“To read Minor Detail is to understand what language – and, in this case, good translation – can do . . . Fierce, mesmerising and ultimately devastating, this is a powerful literary voice that demands to be heard.” My complete review of Minor Detail is available to read here.
The Great Homecoming by Anna Kim, translated from the German by Jamie Lee Searle
Set in the aftermath of the Korean civil war, The Great Homecoming sees Austrian author Anna Kim explore her Korean heritage with extraordinary sensitivity and linguistic skill. Lyrical and absorbing, this novel relies heavily on its mysterious atmosphere and multiple layers of plot to create a labyrinth that mirrors the complex history it seeks to narrate. Moving between North Korea and Japan, main characters Yunho, Johnny and Eve navigate a shadowy world that throws up plenty of questions, but also moments of intense beauty.
“The Great Homecoming is a novel that embraces wholeheartedly the multifarious and troubled nature of one region’s identity . . . a challenging book of immense depth and poetry that bravely seeks to question our understanding of identity-defining concepts like ‘family’, ‘homeland’ and ‘truth’.” My full review can be read here.
Hotly Anticipated Titles
Arid Dreams by Duanwad Pimwana, translated from the Thai by Mui Poopoksakul
A collection of short stories that ‘investigate ordinary and working-class Thailand’, Arid Dreams has been praised across the board for its unusual wit and social critique. Books and Bao calls it ‘one of the most gripping collections I’ve come across in years’, while NPR described it as ‘a phenomenal puzzle to read’. I’ve only read a very small amount of literature from Thailand and am very interested to see how Duanwad Pimwana tackles gender roles and social inequality in a country of which we in the West tend to have a rather imprecise view.
I Belong to Vienna by Anna Goldenberg, translated from the German by Alta L. Price
Having recently listened to a magnificent podcast featuring author Anna Goldenberg and translator Alta L. Price, I’m greatly looking forward to reading this work of narrative non-fiction that explores the lives of Goldenberg’s grandparents in wartime Vienna and post-war America. While Goldenberg’s grandmother was sent to the Theresienstadt concentration camp, her grandfather saw out the war in Vienna, in a form of hiding that involved regular visits to the opera under the Nazis’ noses. Kirkus Reviews describes it as a ‘well-researched, intimate, evocative look at some of the 20th century’s foulest days.’
Slash and Burn by Claudia Hernández, translated from the Spanish by Julia Sanches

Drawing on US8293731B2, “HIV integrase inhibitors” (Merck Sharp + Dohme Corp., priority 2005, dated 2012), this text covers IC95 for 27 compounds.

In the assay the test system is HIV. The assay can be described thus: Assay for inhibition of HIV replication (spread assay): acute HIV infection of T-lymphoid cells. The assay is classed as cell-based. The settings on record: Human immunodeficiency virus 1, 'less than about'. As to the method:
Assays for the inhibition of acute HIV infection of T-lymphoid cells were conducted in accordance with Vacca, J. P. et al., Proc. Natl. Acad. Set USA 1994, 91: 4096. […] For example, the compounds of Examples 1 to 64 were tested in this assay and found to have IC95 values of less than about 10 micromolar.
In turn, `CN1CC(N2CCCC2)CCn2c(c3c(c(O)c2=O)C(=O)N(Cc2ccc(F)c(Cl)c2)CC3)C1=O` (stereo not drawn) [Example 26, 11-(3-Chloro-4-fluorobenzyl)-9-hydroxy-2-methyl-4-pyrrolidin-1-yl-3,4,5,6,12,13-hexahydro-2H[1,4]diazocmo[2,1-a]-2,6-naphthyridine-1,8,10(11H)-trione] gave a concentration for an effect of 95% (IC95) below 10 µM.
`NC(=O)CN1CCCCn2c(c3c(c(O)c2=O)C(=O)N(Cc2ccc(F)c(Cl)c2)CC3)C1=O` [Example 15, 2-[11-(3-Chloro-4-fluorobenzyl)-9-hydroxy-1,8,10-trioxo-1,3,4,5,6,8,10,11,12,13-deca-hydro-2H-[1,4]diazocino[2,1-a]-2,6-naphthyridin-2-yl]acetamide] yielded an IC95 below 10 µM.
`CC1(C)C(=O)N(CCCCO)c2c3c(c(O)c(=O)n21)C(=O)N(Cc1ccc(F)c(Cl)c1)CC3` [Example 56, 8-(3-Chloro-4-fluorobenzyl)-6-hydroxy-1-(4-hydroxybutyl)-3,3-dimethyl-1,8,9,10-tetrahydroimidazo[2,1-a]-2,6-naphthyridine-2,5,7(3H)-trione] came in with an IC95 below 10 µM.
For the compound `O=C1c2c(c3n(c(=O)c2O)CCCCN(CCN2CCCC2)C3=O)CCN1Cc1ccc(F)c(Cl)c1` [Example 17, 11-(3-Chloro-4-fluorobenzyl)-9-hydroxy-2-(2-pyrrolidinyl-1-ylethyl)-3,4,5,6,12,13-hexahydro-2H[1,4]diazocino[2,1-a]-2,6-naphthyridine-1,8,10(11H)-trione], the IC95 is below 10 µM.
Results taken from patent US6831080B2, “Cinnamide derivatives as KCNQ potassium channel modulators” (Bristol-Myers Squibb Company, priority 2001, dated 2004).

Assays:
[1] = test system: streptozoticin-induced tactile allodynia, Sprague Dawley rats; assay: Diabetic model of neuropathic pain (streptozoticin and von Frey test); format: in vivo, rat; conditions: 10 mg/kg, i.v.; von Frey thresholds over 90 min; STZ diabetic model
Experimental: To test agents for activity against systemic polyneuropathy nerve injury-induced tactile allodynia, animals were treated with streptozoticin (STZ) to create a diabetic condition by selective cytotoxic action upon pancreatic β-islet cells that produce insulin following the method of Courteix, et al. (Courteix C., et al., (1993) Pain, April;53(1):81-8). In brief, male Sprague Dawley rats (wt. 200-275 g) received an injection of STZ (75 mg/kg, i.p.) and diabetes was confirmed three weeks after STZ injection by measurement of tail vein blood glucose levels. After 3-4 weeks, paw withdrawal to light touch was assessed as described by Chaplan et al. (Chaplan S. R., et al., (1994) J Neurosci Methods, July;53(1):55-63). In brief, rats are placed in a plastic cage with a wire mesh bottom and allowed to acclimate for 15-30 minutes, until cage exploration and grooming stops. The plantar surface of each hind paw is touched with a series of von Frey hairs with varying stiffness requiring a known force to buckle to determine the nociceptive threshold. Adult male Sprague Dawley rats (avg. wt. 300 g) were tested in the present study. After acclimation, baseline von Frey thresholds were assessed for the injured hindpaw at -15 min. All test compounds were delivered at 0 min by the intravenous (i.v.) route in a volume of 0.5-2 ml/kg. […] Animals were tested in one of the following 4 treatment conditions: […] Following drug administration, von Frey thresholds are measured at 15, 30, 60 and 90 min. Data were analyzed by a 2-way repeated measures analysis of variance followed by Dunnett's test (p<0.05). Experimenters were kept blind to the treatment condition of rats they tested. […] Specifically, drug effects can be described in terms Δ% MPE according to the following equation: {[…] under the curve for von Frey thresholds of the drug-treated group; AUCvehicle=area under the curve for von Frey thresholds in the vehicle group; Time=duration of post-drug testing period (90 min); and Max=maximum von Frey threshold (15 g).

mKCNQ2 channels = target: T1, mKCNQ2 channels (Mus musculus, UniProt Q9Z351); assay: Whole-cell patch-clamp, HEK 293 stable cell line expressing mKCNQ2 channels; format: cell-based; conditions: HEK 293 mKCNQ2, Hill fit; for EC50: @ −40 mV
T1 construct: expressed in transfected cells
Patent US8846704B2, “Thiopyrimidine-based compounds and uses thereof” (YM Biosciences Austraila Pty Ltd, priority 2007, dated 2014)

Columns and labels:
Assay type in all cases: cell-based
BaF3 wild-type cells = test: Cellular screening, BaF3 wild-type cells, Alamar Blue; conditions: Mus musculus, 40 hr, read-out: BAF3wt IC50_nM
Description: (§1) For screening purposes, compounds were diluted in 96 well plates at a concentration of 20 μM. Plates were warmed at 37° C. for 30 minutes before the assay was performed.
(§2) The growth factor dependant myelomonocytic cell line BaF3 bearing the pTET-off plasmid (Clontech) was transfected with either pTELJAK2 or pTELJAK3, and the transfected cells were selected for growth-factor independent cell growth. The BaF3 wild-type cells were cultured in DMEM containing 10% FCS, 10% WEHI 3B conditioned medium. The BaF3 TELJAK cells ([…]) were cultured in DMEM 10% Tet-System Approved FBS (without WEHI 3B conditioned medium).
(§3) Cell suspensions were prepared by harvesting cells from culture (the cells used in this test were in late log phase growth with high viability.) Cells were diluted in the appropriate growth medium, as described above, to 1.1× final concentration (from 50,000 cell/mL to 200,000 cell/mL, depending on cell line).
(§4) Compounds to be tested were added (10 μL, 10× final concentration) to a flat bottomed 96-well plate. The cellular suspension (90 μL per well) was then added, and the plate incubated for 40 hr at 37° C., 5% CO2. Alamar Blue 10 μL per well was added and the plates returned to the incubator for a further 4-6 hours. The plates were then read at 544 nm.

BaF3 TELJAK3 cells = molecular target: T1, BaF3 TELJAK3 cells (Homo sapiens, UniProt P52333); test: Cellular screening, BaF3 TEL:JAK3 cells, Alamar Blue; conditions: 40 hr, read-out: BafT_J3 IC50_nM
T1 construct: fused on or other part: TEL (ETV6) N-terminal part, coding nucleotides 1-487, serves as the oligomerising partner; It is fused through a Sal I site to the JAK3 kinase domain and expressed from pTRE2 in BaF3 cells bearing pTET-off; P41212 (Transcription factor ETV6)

A powerful exploration of war and its aftermaths, particularly in how it affects women, El Salvadorian author Claudia Hernández’ first novel sounds like it’s worth the extra wait. Publisher And Other Stories writes: ‘Hernández’ narrators have the level gaze of ordinary women reckoning with extraordinary hardship. Denouncing the ruthless machismo of combat with quiet intelligence, Slash and Burn creates a suspenseful, slow-burning revelation of rural life in the aftermath of political trauma.’
There’s No Such Thing as an Easy Job by Kikuko Tsumura, translated from the Japanese by Polly Barton
An intriguing-sounding title billed as a cross between Convenience Store Woman and My Year of Rest and Relaxation, Tsumura’s novel follows a young woman through a string of seemingly meaningless jobs, questioning our understanding of employment and what gives significance to our lives. From what I can gather, it features a delightfully strong voice and a hefty dose of the quirkiness often found in contemporary Japanese literature.
Three Apples Fell from the Sky by Narine Abgaryan, translated from the Russian by Lisa C. Hayden
A fairy-tale-like story set in a small Armenian mountain community, Three Apples Fell from the Sky features a romantic plot but is billed as one of those rare novels about friendship. Detailing the village’s everyday life and traditions – sure to be fascinating on many levels – it also tackles darker subjects such as war and its traumatic aftermath. Abgaryan, who first made her name as a children’s author, is praised for her beautiful imagery and wit in this award-winning novel. Asymptote Journal describes it as ‘improbably of the moment’, while Publishers Weekly says, ‘this magical tale transcends familiar mystical tropes with its fresh reimagining of Armenian folklore’.